BATAAN - A Survivor’s Story. by Lt. Gene Boyt, David L Burch, Foreword by Gregory J. W Urwin. 272 pages; 25 b&w illus., 3 line drawings, 2 maps.
Like many other young American men during the depression-era 1930s, Gene Boyt entered Franklin D. Roosevelt’s Civilian Conservation Corps. Later, after receiving an ROTC commission in the Army Engineers and a bachelor’s degree in mechanical engineering from the Missouri School of Mines, Boyt joined the Allied forces in the Pacific Theater.
While building runways and infrastructure in the Philippines in 1941, Boyt enjoyed the regal life of an American officer stationed in a tropical paradise--but not for long. When the United States surrendered the Philippines to Japan in April 1942, Boyt became a prisoner of war, suffering unthinkable deprivation and brutality at the hands of the ruthless Japanese guards.
One of the last accounts to come from a Bataan survivor, Boyt’s story details the infamous Bataan Death March and his subsequent forty-two months in Japanese internment camps. In this fast-paced narrative, Boyt’s voice conveys the quiet courage of the generation of men who fought and won history’s greatest armed conflict.
Gene Boyt achieved the rank of Captain by the time of his discharge from the military. After retiring from his work as an engineer with the U.S. Bureau of Reclamation, Mr. Boyt lived in Chickasha, Oklahoma, until his death in September 2003. David L. Burch, a human relations professional in Oklahoma City, formerly taught college courses in American history and government.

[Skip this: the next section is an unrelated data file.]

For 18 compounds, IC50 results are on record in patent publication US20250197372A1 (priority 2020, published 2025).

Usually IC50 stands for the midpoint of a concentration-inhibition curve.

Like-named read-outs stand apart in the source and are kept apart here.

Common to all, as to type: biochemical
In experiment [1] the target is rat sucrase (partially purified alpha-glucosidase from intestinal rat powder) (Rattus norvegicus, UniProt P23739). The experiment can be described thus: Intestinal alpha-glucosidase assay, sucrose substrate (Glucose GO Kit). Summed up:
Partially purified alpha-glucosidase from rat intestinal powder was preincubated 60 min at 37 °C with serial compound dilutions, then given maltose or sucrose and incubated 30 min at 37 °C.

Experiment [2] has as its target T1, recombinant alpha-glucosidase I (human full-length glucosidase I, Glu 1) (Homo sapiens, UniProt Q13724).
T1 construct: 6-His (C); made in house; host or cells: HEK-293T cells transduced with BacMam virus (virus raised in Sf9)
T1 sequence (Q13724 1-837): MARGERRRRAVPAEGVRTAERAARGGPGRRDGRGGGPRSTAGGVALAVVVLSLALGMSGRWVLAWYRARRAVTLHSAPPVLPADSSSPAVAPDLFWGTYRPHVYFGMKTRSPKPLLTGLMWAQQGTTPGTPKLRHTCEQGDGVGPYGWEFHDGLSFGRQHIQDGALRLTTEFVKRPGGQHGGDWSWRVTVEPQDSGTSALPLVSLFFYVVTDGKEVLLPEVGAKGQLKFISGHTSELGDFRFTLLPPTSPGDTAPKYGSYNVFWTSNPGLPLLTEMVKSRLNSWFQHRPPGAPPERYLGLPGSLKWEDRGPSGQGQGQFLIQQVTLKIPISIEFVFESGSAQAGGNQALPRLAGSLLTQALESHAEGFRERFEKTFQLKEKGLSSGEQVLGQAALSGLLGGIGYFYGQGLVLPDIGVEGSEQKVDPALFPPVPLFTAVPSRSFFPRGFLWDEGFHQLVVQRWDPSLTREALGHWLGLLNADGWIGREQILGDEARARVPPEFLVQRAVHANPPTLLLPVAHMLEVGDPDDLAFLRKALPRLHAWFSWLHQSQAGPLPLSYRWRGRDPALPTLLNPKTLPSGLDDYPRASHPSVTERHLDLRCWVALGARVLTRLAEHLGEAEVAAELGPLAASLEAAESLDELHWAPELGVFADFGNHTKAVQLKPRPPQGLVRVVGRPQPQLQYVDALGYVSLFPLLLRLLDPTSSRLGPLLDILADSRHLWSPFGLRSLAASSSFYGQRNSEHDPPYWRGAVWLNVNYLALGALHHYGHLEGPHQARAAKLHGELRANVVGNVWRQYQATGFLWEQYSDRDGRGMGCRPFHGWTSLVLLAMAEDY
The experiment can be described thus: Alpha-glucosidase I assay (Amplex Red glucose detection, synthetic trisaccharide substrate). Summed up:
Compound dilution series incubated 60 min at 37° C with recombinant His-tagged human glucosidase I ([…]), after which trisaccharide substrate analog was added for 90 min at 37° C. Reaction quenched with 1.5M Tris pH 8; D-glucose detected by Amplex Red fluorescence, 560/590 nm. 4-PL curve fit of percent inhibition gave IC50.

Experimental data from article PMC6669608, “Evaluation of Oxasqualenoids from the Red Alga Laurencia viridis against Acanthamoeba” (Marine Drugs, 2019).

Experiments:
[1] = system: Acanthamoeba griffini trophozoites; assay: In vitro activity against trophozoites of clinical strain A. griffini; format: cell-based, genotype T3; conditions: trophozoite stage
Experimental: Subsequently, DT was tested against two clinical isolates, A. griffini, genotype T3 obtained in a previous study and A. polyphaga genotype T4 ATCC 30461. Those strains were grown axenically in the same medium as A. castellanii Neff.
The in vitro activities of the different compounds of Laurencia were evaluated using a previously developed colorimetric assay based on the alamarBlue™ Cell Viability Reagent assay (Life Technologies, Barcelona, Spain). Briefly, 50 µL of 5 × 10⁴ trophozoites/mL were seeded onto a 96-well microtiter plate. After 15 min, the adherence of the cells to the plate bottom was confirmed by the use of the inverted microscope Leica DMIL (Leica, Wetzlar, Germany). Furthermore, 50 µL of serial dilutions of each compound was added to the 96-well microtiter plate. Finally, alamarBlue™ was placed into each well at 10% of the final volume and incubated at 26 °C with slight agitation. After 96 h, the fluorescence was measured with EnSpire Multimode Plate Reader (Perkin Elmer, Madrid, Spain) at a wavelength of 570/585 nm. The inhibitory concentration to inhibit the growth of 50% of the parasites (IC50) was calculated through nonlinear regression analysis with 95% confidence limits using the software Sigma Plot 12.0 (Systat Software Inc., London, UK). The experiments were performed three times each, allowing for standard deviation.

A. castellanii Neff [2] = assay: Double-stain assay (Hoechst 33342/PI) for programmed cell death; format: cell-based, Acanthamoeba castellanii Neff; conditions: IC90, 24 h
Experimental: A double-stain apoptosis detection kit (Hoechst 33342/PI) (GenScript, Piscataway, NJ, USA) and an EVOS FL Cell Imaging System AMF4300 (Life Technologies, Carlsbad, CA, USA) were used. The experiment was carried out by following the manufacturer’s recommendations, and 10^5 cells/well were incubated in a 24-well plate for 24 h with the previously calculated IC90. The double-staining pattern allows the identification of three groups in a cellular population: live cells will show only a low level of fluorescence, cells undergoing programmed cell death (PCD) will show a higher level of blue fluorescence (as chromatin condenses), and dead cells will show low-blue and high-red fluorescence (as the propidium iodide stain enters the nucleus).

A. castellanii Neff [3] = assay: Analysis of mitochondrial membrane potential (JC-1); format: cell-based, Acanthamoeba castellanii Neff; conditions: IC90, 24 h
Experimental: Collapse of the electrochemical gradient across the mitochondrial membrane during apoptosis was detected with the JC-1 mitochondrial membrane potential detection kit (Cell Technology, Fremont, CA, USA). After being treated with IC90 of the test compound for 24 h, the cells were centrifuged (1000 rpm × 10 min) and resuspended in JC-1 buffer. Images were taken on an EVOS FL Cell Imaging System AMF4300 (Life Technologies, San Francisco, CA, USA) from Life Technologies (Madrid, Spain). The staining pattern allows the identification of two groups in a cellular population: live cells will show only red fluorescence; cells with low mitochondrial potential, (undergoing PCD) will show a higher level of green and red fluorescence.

Gregory J. W. Urwin is Professor of History at Temple University and Associate Director of Temple’s Center for the Study of Force and Diplomacy. He is the author of The United States Infantry: An Illustrated History, 1775-1918 and The United States Cavalry: An Illustrated History, 1776-1944.
“Toward the end of our meal, the [radio] announcer said, ‘We have an unconfirmed report that Clark Field has just been bombed.’ [We] were amused by this revelation because we were sitting right in the middle of Clark Field and nothing unusual was happening. . . . Dessert, a tasty pie, was served. I took two bites of my piece before the house blew up.”--from Bataan: A Survivor’s Story
“Instead of dwelling on enemy cruelty and indifference and the misery that permeated each day he spent in Japanese hands, Boyt concentrates on the people and things that helped him to live from one day to the next.”--Gregory J. W. Urwin, from the Foreword
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